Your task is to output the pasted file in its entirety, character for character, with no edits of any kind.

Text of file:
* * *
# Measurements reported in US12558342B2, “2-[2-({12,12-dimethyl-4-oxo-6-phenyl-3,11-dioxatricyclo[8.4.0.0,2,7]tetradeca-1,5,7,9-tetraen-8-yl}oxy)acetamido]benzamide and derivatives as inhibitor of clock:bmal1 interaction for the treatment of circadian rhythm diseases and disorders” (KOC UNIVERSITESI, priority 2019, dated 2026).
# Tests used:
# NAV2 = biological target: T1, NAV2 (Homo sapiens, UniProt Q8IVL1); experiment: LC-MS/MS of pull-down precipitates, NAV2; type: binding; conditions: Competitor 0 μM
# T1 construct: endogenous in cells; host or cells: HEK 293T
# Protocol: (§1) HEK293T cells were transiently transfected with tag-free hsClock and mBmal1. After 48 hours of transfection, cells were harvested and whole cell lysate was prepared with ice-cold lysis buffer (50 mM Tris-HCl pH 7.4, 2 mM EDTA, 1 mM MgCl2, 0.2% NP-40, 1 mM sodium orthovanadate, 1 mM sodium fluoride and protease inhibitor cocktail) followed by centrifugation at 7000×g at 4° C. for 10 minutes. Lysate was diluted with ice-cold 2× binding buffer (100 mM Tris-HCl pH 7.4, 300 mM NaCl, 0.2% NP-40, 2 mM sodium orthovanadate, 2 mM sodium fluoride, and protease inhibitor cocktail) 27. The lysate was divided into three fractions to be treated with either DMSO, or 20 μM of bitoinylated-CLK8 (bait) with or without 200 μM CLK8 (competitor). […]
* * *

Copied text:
# Measurements reported in US12558342B2, “2-[2-({12,12-dimethyl-4-oxo-6-phenyl-3,11-dioxatricyclo[8.4.0.0,2,7]tetradeca-1,5,7,9-tetraen-8-yl}oxy)acetamido]benzamide and derivatives as inhibitor of clock:bmal1 interaction for the treatment of circadian rhythm diseases and disorders” (KOC UNIVERSITESI, priority 2019, dated 2026).
# Tests used:
# NAV2 = biological target: T1, NAV2 (Homo sapiens, UniProt Q8IVL1); experiment: LC-MS/MS of pull-down precipitates, NAV2; type: binding; conditions: Competitor 0 μM
# T1 construct: endogenous in cells; host or cells: HEK 293T
# Protocol: (§1) HEK293T cells were transiently transfected with tag-free hsClock and mBmal1. After 48 hours of transfection, cells were harvested and whole cell lysate was prepared with ice-cold lysis buffer (50 mM Tris-HCl pH 7.4, 2 mM EDTA, 1 mM MgCl2, 0.2% NP-40, 1 mM sodium orthovanadate, 1 mM sodium fluoride and protease inhibitor cocktail) followed by centrifugation at 7000×g at 4° C. for 10 minutes. Lysate was diluted with ice-cold 2× binding buffer (100 mM Tris-HCl pH 7.4, 300 mM NaCl, 0.2% NP-40, 2 mM sodium orthovanadate, 2 mM sodium fluoride, and protease inhibitor cocktail) 27. The lysate was divided into three fractions to be treated with either DMSO, or 20 μM of bitoinylated-CLK8 (bait) with or without 200 μM CLK8 (competitor). […]